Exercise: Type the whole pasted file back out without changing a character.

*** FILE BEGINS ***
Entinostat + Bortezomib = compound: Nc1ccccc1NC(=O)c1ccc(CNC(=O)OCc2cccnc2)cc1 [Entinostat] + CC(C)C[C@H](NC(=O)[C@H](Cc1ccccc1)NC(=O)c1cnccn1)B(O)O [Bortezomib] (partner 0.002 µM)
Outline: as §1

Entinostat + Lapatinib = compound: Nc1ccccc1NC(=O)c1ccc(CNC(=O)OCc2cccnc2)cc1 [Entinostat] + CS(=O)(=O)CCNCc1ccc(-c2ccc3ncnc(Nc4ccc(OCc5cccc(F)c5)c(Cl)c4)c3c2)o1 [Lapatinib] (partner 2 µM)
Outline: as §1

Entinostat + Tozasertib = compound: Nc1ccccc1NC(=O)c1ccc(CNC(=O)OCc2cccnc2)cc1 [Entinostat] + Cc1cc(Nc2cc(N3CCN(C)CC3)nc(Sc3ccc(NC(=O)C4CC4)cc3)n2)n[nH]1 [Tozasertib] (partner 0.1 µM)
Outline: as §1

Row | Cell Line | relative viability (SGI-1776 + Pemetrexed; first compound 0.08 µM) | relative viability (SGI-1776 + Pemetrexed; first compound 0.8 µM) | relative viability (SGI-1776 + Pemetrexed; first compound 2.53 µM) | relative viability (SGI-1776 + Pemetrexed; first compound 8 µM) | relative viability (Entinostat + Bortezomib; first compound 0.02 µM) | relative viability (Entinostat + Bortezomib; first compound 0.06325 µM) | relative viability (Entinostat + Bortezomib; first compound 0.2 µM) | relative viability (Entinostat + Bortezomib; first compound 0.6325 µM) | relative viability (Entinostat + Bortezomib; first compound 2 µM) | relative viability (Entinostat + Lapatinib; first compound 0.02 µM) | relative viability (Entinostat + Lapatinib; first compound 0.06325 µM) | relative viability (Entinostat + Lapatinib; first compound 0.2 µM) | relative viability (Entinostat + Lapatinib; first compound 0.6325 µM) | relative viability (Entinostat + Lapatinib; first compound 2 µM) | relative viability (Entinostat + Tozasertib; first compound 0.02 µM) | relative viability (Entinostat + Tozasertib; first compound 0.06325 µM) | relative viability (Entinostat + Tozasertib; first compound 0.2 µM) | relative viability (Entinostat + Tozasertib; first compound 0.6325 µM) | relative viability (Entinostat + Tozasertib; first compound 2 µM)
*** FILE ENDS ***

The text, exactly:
Entinostat + Bortezomib = compound: Nc1ccccc1NC(=O)c1ccc(CNC(=O)OCc2cccnc2)cc1 [Entinostat] + CC(C)C[C@H](NC(=O)[C@H](Cc1ccccc1)NC(=O)c1cnccn1)B(O)O [Bortezomib] (partner 0.002 µM)
Outline: as §1

Entinostat + Lapatinib = compound: Nc1ccccc1NC(=O)c1ccc(CNC(=O)OCc2cccnc2)cc1 [Entinostat] + CS(=O)(=O)CCNCc1ccc(-c2ccc3ncnc(Nc4ccc(OCc5cccc(F)c5)c(Cl)c4)c3c2)o1 [Lapatinib] (partner 2 µM)
Outline: as §1

Entinostat + Tozasertib = compound: Nc1ccccc1NC(=O)c1ccc(CNC(=O)OCc2cccnc2)cc1 [Entinostat] + Cc1cc(Nc2cc(N3CCN(C)CC3)nc(Sc3ccc(NC(=O)C4CC4)cc3)n2)n[nH]1 [Tozasertib] (partner 0.1 µM)
Outline: as §1

Row | Cell Line | relative viability (SGI-1776 + Pemetrexed; first compound 0.08 µM) | relative viability (SGI-1776 + Pemetrexed; first compound 0.8 µM) | relative viability (SGI-1776 + Pemetrexed; first compound 2.53 µM) | relative viability (SGI-1776 + Pemetrexed; first compound 8 µM) | relative viability (Entinostat + Bortezomib; first compound 0.02 µM) | relative viability (Entinostat + Bortezomib; first compound 0.06325 µM) | relative viability (Entinostat + Bortezomib; first compound 0.2 µM) | relative viability (Entinostat + Bortezomib; first compound 0.6325 µM) | relative viability (Entinostat + Bortezomib; first compound 2 µM) | relative viability (Entinostat + Lapatinib; first compound 0.02 µM) | relative viability (Entinostat + Lapatinib; first compound 0.06325 µM) | relative viability (Entinostat + Lapatinib; first compound 0.2 µM) | relative viability (Entinostat + Lapatinib; first compound 0.6325 µM) | relative viability (Entinostat + Lapatinib; first compound 2 µM) | relative viability (Entinostat + Tozasertib; first compound 0.02 µM) | relative viability (Entinostat + Tozasertib; first compound 0.06325 µM) | relative viability (Entinostat + Tozasertib; first compound 0.2 µM) | relative viability (Entinostat + Tozasertib; first compound 0.6325 µM) | relative viability (Entinostat + Tozasertib; first compound 2 µM)